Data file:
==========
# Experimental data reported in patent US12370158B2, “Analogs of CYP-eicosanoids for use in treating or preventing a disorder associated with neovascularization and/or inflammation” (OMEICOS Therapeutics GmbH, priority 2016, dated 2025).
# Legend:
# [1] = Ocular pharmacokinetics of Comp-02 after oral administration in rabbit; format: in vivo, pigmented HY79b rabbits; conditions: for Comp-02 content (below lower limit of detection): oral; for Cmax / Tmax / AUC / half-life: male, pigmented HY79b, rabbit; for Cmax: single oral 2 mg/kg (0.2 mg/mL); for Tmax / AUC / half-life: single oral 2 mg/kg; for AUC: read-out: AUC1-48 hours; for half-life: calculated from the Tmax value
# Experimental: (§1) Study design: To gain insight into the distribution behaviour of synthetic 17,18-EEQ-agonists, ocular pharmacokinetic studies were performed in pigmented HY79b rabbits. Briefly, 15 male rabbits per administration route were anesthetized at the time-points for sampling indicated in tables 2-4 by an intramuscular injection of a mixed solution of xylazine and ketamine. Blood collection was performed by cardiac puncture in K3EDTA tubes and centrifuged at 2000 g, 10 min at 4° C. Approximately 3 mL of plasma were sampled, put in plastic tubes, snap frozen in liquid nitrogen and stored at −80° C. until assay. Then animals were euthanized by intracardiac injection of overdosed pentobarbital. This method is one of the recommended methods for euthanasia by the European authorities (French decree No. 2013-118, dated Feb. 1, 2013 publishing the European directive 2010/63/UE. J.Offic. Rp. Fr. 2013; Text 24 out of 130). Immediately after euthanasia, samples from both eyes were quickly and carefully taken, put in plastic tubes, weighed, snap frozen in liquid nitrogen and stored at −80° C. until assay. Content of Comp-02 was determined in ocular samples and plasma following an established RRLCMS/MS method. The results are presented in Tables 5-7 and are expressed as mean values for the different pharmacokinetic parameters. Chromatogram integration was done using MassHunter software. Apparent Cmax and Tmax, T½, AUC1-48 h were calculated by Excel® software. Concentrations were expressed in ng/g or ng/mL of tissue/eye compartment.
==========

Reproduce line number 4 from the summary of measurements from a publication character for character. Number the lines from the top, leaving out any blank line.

# Experimental: (§1) Study design: To gain insight into the distribution behaviour of synthetic 17,18-EEQ-agonists, ocular pharmacokinetic studies were performed in pigmented HY79b rabbits. Briefly, 15 male rabbits per administration route were anesthetized at the time-points for sampling indicated in tables 2-4 by an intramuscular injection of a mixed solution of xylazine and ketamine. Blood collection was performed by cardiac puncture in K3EDTA tubes and centrifuged at 2000 g, 10 min at 4° C. Approximately 3 mL of plasma were sampled, put in plastic tubes, snap frozen in liquid nitrogen and stored at −80° C. until assay. Then animals were euthanized by intracardiac injection of overdosed pentobarbital. This method is one of the recommended methods for euthanasia by the European authorities (French decree No. 2013-118, dated Feb. 1, 2013 publishing the European directive 2010/63/UE. J.Offic. Rp. Fr. 2013; Text 24 out of 130). Immediately after euthanasia, samples from both eyes were quickly and carefully taken, put in plastic tubes, weighed, snap frozen in liquid nitrogen and stored at −80° C. until assay. Content of Comp-02 was determined in ocular samples and plasma following an established RRLCMS/MS method. The results are presented in Tables 5-7 and are expressed as mean values for the different pharmacokinetic parameters. Chromatogram integration was done using MassHunter software. Apparent Cmax and Tmax, T½, AUC1-48 h were calculated by Excel® software. Concentrations were expressed in ng/g or ng/mL of tissue/eye compartment.